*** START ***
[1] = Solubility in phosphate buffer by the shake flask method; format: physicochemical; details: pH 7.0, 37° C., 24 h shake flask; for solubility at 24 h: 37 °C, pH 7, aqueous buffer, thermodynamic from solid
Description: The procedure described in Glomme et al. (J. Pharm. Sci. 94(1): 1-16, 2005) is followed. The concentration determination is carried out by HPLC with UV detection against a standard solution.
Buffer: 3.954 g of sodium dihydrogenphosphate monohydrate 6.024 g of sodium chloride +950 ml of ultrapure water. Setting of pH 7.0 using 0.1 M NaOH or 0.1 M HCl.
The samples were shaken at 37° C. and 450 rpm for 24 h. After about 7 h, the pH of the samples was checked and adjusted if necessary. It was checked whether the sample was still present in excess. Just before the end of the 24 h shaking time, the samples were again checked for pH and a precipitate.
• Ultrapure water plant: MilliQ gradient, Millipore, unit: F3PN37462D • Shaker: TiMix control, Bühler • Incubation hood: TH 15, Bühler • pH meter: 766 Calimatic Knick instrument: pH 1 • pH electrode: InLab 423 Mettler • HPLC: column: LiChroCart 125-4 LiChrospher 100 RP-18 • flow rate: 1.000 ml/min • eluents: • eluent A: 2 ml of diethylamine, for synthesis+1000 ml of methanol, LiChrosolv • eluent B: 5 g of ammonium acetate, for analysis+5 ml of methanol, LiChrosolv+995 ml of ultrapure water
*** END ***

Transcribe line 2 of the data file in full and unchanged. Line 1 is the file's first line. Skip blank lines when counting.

Description: The procedure described in Glomme et al. (J. Pharm. Sci. 94(1): 1-16, 2005) is followed. The concentration determination is carried out by HPLC with UV detection against a standard solution.